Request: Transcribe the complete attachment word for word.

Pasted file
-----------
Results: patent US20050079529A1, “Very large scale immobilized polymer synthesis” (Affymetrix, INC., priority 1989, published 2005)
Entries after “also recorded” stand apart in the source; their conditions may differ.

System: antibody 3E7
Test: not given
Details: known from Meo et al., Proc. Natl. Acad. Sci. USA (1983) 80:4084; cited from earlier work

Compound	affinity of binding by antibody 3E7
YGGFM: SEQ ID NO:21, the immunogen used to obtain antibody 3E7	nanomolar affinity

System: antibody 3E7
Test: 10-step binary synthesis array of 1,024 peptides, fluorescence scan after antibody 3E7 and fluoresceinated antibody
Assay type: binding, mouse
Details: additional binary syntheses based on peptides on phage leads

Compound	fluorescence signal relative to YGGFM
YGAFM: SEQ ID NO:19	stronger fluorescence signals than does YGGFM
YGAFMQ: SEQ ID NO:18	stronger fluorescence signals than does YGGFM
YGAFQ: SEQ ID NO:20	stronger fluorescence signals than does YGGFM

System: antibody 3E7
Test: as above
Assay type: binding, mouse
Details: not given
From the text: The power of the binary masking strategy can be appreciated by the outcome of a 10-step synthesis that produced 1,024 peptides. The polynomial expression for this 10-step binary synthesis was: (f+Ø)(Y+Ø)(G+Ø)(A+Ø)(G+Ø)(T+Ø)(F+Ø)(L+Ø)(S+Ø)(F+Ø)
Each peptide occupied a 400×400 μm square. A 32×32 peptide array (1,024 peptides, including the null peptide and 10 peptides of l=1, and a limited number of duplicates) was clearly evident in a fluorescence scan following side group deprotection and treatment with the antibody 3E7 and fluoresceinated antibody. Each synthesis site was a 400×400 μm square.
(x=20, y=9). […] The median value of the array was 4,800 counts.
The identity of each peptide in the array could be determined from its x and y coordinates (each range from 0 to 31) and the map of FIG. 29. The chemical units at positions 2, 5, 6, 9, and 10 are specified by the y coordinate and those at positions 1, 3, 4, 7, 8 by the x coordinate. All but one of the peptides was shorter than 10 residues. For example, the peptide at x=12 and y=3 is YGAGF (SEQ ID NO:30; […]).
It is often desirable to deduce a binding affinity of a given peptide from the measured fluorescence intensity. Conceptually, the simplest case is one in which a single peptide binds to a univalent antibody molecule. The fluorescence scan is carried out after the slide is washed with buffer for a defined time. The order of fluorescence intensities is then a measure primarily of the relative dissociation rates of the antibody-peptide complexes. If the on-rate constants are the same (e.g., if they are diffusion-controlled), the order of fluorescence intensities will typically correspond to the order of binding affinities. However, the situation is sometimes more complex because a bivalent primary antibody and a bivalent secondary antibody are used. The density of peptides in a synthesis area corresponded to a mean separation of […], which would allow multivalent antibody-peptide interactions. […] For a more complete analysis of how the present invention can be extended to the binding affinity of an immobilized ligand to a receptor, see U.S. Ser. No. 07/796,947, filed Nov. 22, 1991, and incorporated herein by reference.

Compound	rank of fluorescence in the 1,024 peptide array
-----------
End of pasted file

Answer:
Results: patent US20050079529A1, “Very large scale immobilized polymer synthesis” (Affymetrix, INC., priority 1989, published 2005)
Entries after “also recorded” stand apart in the source; their conditions may differ.

System: antibody 3E7
Test: not given
Details: known from Meo et al., Proc. Natl. Acad. Sci. USA (1983) 80:4084; cited from earlier work

Compound	affinity of binding by antibody 3E7
YGGFM: SEQ ID NO:21, the immunogen used to obtain antibody 3E7	nanomolar affinity

System: antibody 3E7
Test: 10-step binary synthesis array of 1,024 peptides, fluorescence scan after antibody 3E7 and fluoresceinated antibody
Assay type: binding, mouse
Details: additional binary syntheses based on peptides on phage leads

Compound	fluorescence signal relative to YGGFM
YGAFM: SEQ ID NO:19	stronger fluorescence signals than does YGGFM
YGAFMQ: SEQ ID NO:18	stronger fluorescence signals than does YGGFM
YGAFQ: SEQ ID NO:20	stronger fluorescence signals than does YGGFM

System: antibody 3E7
Test: as above
Assay type: binding, mouse
Details: not given
From the text: The power of the binary masking strategy can be appreciated by the outcome of a 10-step synthesis that produced 1,024 peptides. The polynomial expression for this 10-step binary synthesis was: (f+Ø)(Y+Ø)(G+Ø)(A+Ø)(G+Ø)(T+Ø)(F+Ø)(L+Ø)(S+Ø)(F+Ø)
Each peptide occupied a 400×400 μm square. A 32×32 peptide array (1,024 peptides, including the null peptide and 10 peptides of l=1, and a limited number of duplicates) was clearly evident in a fluorescence scan following side group deprotection and treatment with the antibody 3E7 and fluoresceinated antibody. Each synthesis site was a 400×400 μm square.
(x=20, y=9). […] The median value of the array was 4,800 counts.
The identity of each peptide in the array could be determined from its x and y coordinates (each range from 0 to 31) and the map of FIG. 29. The chemical units at positions 2, 5, 6, 9, and 10 are specified by the y coordinate and those at positions 1, 3, 4, 7, 8 by the x coordinate. All but one of the peptides was shorter than 10 residues. For example, the peptide at x=12 and y=3 is YGAGF (SEQ ID NO:30; […]).
It is often desirable to deduce a binding affinity of a given peptide from the measured fluorescence intensity. Conceptually, the simplest case is one in which a single peptide binds to a univalent antibody molecule. The fluorescence scan is carried out after the slide is washed with buffer for a defined time. The order of fluorescence intensities is then a measure primarily of the relative dissociation rates of the antibody-peptide complexes. If the on-rate constants are the same (e.g., if they are diffusion-controlled), the order of fluorescence intensities will typically correspond to the order of binding affinities. However, the situation is sometimes more complex because a bivalent primary antibody and a bivalent secondary antibody are used. The density of peptides in a synthesis area corresponded to a mean separation of […], which would allow multivalent antibody-peptide interactions. […] For a more complete analysis of how the present invention can be extended to the binding affinity of an immobilized ligand to a receptor, see U.S. Ser. No. 07/796,947, filed Nov. 22, 1991, and incorporated herein by reference.

Compound	rank of fluorescence in the 1,024 peptide array